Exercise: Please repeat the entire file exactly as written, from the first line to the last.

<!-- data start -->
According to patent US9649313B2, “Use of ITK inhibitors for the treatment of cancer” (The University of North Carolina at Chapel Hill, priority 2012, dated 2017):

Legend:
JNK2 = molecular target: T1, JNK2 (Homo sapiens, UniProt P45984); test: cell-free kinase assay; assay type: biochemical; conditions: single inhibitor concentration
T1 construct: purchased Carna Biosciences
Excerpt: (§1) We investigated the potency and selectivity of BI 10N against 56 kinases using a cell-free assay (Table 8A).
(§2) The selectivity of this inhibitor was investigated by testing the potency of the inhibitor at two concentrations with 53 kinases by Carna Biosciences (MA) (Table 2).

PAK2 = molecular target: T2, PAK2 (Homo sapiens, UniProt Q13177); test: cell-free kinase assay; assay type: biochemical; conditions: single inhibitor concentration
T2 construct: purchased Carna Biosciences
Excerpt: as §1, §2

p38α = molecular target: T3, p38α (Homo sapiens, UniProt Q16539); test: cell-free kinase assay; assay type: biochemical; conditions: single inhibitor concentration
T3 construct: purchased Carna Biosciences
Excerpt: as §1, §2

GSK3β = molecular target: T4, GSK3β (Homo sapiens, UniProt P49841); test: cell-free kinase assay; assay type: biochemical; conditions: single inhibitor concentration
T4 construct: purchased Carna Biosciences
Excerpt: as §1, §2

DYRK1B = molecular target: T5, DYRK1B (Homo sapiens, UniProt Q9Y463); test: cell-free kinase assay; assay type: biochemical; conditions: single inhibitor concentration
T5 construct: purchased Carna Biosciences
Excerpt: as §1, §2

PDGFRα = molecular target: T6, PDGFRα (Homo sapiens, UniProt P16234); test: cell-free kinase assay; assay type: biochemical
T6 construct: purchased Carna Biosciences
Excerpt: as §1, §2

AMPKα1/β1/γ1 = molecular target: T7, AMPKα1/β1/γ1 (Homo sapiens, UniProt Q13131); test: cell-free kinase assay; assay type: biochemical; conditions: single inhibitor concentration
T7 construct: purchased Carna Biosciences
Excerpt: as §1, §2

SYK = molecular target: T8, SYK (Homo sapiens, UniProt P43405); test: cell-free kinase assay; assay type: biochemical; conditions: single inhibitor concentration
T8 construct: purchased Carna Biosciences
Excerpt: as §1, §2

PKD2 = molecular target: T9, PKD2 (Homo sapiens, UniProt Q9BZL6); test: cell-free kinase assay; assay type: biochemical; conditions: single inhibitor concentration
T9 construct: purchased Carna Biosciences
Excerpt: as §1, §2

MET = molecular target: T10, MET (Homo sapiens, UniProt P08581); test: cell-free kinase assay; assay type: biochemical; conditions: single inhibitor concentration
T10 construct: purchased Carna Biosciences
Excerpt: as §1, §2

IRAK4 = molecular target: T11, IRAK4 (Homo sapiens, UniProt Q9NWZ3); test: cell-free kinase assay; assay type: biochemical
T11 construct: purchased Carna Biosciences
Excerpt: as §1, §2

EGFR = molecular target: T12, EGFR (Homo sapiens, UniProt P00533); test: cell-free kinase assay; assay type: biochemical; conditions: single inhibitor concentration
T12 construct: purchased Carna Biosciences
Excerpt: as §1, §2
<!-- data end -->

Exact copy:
According to patent US9649313B2, “Use of ITK inhibitors for the treatment of cancer” (The University of North Carolina at Chapel Hill, priority 2012, dated 2017):

Legend:
JNK2 = molecular target: T1, JNK2 (Homo sapiens, UniProt P45984); test: cell-free kinase assay; assay type: biochemical; conditions: single inhibitor concentration
T1 construct: purchased Carna Biosciences
Excerpt: (§1) We investigated the potency and selectivity of BI 10N against 56 kinases using a cell-free assay (Table 8A).
(§2) The selectivity of this inhibitor was investigated by testing the potency of the inhibitor at two concentrations with 53 kinases by Carna Biosciences (MA) (Table 2).

PAK2 = molecular target: T2, PAK2 (Homo sapiens, UniProt Q13177); test: cell-free kinase assay; assay type: biochemical; conditions: single inhibitor concentration
T2 construct: purchased Carna Biosciences
Excerpt: as §1, §2

p38α = molecular target: T3, p38α (Homo sapiens, UniProt Q16539); test: cell-free kinase assay; assay type: biochemical; conditions: single inhibitor concentration
T3 construct: purchased Carna Biosciences
Excerpt: as §1, §2

GSK3β = molecular target: T4, GSK3β (Homo sapiens, UniProt P49841); test: cell-free kinase assay; assay type: biochemical; conditions: single inhibitor concentration
T4 construct: purchased Carna Biosciences
Excerpt: as §1, §2

DYRK1B = molecular target: T5, DYRK1B (Homo sapiens, UniProt Q9Y463); test: cell-free kinase assay; assay type: biochemical; conditions: single inhibitor concentration
T5 construct: purchased Carna Biosciences
Excerpt: as §1, §2

PDGFRα = molecular target: T6, PDGFRα (Homo sapiens, UniProt P16234); test: cell-free kinase assay; assay type: biochemical
T6 construct: purchased Carna Biosciences
Excerpt: as §1, §2

AMPKα1/β1/γ1 = molecular target: T7, AMPKα1/β1/γ1 (Homo sapiens, UniProt Q13131); test: cell-free kinase assay; assay type: biochemical; conditions: single inhibitor concentration
T7 construct: purchased Carna Biosciences
Excerpt: as §1, §2

SYK = molecular target: T8, SYK (Homo sapiens, UniProt P43405); test: cell-free kinase assay; assay type: biochemical; conditions: single inhibitor concentration
T8 construct: purchased Carna Biosciences
Excerpt: as §1, §2

PKD2 = molecular target: T9, PKD2 (Homo sapiens, UniProt Q9BZL6); test: cell-free kinase assay; assay type: biochemical; conditions: single inhibitor concentration
T9 construct: purchased Carna Biosciences
Excerpt: as §1, §2

MET = molecular target: T10, MET (Homo sapiens, UniProt P08581); test: cell-free kinase assay; assay type: biochemical; conditions: single inhibitor concentration
T10 construct: purchased Carna Biosciences
Excerpt: as §1, §2

IRAK4 = molecular target: T11, IRAK4 (Homo sapiens, UniProt Q9NWZ3); test: cell-free kinase assay; assay type: biochemical
T11 construct: purchased Carna Biosciences
Excerpt: as §1, §2

EGFR = molecular target: T12, EGFR (Homo sapiens, UniProt P00533); test: cell-free kinase assay; assay type: biochemical; conditions: single inhibitor concentration
T12 construct: purchased Carna Biosciences
Excerpt: as §1, §2